Excellent article about the expectation of mail violence, stoicism, hypersexuality, and emotional denial.
When I did my informal, unscientific poll of the men in my life and asked what was expected of them as men, this one came up a lot. Like, a lot a lot. Like, an amount that took me seriously by surprise. My slice of society — and the slice shared by most men I know — is comfortably middle-class: educated, chatty, civilized to a fault, and mostly very peaceful. We resolve our conflicts with words, with glares, with strategies, with the law as a last resort. Even raised voices and insulting language are considered somewhat outre. Not counting sporting events, I could count on one hand the number of physical fights I’ve witnessed in the last decade. Or even threats of physical fights.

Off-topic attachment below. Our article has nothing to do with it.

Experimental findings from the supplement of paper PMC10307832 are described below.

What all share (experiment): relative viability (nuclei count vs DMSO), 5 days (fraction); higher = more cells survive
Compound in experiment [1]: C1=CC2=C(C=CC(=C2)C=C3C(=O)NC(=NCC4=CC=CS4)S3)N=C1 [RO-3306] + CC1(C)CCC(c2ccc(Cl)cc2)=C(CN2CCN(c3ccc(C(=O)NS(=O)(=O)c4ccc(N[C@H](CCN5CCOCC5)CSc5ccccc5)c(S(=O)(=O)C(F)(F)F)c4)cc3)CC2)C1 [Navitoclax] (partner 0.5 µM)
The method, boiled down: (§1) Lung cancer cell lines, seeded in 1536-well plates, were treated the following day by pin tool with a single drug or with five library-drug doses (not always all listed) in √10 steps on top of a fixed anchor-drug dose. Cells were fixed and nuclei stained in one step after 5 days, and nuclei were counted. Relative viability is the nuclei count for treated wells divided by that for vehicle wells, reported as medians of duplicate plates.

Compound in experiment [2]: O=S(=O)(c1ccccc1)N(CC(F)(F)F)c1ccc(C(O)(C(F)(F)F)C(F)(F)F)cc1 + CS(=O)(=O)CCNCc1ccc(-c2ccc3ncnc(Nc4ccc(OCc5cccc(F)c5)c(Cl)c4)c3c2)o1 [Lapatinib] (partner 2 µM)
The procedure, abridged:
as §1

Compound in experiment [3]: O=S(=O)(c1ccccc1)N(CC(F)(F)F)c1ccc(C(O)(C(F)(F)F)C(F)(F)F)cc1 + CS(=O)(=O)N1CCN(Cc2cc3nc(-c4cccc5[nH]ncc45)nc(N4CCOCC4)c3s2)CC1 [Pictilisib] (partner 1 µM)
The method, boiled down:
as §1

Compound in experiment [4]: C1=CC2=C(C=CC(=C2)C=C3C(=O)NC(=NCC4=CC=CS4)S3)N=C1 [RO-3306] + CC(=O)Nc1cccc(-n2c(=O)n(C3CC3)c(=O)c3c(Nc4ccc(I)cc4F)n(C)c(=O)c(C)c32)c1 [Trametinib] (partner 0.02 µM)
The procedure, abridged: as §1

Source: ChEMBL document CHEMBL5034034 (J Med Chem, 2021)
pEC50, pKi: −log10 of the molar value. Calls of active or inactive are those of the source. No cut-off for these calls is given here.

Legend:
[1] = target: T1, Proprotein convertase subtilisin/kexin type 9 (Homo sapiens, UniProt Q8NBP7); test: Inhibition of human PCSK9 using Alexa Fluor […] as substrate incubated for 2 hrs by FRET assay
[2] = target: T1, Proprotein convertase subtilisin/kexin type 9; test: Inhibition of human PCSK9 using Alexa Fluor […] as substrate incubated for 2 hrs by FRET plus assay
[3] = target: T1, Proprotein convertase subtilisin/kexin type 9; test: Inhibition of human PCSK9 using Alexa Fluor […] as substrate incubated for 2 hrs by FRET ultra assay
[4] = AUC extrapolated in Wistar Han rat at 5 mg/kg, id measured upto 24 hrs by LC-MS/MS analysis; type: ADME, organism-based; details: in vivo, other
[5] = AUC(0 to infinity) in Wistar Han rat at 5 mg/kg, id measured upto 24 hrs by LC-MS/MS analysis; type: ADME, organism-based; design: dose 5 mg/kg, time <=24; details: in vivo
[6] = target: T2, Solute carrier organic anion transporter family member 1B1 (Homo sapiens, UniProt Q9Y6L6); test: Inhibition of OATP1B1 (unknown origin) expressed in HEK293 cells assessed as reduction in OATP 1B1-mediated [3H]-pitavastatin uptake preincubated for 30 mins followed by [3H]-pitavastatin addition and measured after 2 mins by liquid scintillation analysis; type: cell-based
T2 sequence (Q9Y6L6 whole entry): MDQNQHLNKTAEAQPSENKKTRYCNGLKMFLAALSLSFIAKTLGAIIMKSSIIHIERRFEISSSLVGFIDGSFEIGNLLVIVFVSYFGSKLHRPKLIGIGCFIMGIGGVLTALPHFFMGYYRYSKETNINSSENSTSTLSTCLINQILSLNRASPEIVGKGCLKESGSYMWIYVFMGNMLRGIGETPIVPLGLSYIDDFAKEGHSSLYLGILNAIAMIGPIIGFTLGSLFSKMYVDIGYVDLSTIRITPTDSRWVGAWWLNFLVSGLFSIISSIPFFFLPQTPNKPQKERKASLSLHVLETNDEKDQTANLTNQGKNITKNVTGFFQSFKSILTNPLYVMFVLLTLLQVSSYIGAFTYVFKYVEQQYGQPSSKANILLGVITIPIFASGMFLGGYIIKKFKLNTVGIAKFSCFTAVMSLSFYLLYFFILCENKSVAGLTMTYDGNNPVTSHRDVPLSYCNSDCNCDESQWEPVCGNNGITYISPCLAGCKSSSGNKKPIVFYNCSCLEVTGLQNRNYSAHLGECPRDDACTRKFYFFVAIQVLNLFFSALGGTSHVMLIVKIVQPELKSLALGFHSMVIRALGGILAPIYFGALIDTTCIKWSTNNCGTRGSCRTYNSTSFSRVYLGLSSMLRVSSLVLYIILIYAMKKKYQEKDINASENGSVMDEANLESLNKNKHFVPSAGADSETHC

And yet, man after man that I talked to brought this one up. The willingness to, as my friend Michael put it, “actually, physically, with fists or other weapons, fight” — to defend one’s honor (or the honor of one’s lady, or country, or sports team, or whatever) — is more central to how men are taught to see manhood than I had any notion of. Even if conflicts never get that far — even if you never actually have to pound anyone with your fists — being both willing and able to do so is a weirdly high priority in the Penis Club. As Adam said, “You would rather get a concussion than be called less than a man.” And Damion told me this story: “I’m in the passenger seat when my (relatively butch) sister-in-law flips off some guy in Baltimore traffic. He jumps out of the car, enraged, and my first thought is ‘Great, now I’ve got to beat the shit out of this guy.'”